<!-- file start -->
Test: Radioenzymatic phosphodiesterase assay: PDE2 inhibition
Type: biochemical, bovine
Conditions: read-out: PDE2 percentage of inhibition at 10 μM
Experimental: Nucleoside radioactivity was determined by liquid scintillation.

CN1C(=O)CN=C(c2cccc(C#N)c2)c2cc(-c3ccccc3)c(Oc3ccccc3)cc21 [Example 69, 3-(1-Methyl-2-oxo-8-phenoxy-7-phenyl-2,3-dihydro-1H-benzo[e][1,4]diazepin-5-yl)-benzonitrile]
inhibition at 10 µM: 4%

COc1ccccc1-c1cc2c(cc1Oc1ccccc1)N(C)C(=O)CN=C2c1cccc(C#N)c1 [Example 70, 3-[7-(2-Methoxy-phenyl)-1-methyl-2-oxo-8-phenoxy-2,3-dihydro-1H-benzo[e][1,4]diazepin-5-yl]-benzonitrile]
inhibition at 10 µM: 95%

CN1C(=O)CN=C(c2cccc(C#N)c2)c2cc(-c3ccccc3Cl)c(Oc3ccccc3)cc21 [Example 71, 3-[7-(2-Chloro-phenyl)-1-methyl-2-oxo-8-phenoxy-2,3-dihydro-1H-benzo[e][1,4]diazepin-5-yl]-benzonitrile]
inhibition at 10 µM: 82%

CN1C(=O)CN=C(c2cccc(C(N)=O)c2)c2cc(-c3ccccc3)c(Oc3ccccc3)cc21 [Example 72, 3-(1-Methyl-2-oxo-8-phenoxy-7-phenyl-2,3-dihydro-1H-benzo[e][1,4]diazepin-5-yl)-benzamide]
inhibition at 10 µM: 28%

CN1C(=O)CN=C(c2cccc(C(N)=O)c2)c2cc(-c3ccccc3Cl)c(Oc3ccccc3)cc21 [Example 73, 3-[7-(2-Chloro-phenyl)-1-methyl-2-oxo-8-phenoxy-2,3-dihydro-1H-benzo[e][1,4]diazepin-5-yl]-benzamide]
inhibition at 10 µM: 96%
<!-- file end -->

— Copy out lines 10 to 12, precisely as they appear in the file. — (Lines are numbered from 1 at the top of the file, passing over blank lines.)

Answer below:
inhibition at 10 µM: 82%

CN1C(=O)CN=C(c2cccc(C(N)=O)c2)c2cc(-c3ccccc3)c(Oc3ccccc3)cc21 [Example 72, 3-(1-Methyl-2-oxo-8-phenoxy-7-phenyl-2,3-dihydro-1H-benzo[e][1,4]diazepin-5-yl)-benzamide]
inhibition at 10 µM: 28%